Sri Lankan President Gotabaya Rajapaksa, center attends an event to mark the anniversary of country’s independence from British colonial rule in Colombo, Sri Lanka, Tuesday, Feb. 4, 2020.
© 2020 AP Photo/Eranga Jayawardena
(New York) – Sri Lankan security agencies are stepping up surveillance, harassment, and threats against human rights activists and journalists, Human Rights Watch said today. Since November 2019, when the government of President Gotabaya Rajapaksa came into office, there has been a rapid closing of civic space and freedom of expression.
In interviews with 15 Sri Lankan human rights defenders working in different locations around the country, Human Rights Watch heard consistent accounts of increased surveillance and pressure from security agencies. Several said that intelligence officials had asked activists and victims about their advocacy plans ahead of the current United Nations Human Rights Council session, which began on February 24, 2020 in Geneva. “We fear that international lobbying and travel to Geneva may not happen in future because of this situation,” one activist said.
“Since the return of the Rajapaksas to power, a state of fear is being re-established in Sri Lanka,” said Meenakshi Ganguly, South Asia director. “The activities of the government’s security apparatus are evident in some violent attacks and public death threats against activists and journalists, but also in equally dangerous actions happening out of sight.”
Rajapaksa has placed a number of important civilian agencies under the Defence Ministry, including the civilian police and the NGO Secretariat, which regulates nongovernmental groups, among dozens of others. He has appointed a serving military officer as head of the civilian intelligence agency and a retired general, Kamal Gunaratne, who is accused of war crimes and crimes against humanity, as defense secretary.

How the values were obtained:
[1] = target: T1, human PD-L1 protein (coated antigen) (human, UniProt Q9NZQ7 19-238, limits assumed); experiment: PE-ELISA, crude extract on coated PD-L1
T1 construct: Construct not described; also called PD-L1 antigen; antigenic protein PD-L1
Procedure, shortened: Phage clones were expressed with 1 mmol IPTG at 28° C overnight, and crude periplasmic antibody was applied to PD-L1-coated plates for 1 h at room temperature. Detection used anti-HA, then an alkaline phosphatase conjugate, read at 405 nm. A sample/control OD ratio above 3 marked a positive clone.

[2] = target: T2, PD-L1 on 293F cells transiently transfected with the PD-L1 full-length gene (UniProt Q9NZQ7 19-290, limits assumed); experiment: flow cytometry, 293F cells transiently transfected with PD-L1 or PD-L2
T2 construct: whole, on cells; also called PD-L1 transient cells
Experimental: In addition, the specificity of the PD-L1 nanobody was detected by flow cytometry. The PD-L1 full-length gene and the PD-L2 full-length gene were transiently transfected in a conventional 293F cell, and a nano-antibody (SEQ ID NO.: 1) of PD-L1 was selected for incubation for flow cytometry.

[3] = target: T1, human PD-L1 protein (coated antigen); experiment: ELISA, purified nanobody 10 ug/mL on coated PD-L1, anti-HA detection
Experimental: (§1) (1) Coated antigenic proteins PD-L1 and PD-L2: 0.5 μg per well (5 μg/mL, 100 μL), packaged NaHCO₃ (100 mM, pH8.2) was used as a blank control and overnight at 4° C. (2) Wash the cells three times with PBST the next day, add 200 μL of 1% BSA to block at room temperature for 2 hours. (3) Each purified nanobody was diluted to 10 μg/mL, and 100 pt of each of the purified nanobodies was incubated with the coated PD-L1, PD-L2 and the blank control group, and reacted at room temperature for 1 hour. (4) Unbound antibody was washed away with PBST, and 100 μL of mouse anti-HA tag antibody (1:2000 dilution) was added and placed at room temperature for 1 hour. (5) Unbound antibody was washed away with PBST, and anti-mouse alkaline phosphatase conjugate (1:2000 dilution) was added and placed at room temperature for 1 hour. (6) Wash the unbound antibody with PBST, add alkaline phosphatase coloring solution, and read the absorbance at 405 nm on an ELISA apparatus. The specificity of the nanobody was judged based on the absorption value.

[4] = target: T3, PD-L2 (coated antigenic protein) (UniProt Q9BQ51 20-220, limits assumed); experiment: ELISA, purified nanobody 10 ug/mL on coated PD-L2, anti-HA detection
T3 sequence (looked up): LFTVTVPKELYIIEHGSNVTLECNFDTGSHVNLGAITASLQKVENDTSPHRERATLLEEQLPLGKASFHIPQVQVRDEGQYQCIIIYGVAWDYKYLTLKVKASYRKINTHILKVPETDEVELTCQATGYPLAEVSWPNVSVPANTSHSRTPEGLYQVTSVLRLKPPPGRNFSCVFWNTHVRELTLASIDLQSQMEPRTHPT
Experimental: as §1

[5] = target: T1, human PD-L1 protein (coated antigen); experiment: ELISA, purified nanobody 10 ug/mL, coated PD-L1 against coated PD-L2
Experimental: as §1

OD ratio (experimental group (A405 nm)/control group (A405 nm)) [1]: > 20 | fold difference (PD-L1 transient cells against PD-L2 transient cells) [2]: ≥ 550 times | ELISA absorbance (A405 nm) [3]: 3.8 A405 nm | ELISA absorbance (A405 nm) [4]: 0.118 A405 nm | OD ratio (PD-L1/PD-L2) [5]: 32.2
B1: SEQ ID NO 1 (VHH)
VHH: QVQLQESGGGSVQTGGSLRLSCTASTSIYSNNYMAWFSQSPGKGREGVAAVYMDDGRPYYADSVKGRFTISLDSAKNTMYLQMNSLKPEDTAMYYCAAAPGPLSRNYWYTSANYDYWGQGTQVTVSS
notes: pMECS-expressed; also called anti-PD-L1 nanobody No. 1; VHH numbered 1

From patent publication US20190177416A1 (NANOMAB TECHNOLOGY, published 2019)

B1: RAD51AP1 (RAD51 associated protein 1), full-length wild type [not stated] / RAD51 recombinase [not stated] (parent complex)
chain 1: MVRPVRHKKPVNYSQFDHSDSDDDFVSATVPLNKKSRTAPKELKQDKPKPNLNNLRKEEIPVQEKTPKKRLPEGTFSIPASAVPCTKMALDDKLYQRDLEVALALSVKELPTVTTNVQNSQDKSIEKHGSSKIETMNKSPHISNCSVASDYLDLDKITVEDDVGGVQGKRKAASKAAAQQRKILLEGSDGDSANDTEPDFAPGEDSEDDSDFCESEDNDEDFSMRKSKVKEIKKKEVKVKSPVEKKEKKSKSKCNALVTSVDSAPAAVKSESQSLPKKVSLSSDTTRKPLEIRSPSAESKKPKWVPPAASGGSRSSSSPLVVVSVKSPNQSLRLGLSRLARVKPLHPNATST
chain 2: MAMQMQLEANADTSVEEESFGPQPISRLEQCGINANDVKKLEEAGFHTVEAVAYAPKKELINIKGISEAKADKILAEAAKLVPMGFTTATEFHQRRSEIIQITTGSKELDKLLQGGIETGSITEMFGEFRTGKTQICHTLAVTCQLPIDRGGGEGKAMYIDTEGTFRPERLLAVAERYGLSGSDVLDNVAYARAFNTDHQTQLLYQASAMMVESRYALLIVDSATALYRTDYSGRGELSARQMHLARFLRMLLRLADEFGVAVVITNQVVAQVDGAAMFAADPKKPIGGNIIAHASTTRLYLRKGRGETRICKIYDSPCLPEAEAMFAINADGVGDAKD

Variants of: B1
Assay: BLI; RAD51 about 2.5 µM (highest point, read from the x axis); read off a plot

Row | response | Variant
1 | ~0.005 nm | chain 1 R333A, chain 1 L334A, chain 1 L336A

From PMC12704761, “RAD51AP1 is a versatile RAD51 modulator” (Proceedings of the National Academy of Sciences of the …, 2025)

Over the past three months, unidentified people have physically attacked journalists several times, and issued death threats against reporters perceived as critical of the government. Security officials have searched media offices. The Defence Ministry announced on January 24 that it had drafted a new cybersecurity law to prevent people from publishing “defamatory posts” on social media. The proposals have not yet been published.
Several human rights activists described receiving repeated phone calls from intelligence officers. Some of these calls have apparently been to tell activists that they are being watched at that moment. On other occasions the caller asks questions or issues threats or warnings.
One human rights defender said that “everything has shifted into a critical situation. After the election, military activities including monitoring and inquiries have increased. They are following us. That is a huge threat for human rights groups.” Another activist said: “We collected stories and documents. Now we’ve stopped everything. We did a lot of work. Now, zero.” A third activist said she so constantly feels under surveillance that intelligence officers “might even be in the next seat on the bus.”
Police and intelligence officers have sought to instil fear in rights groups by visiting their offices and demanding staff lists, home addresses, and other personal details. One activist said the authorities came to his office demanding this information, but then revealed that “they knew already everything. My personal details, they knew it. This is part of the intimidation.”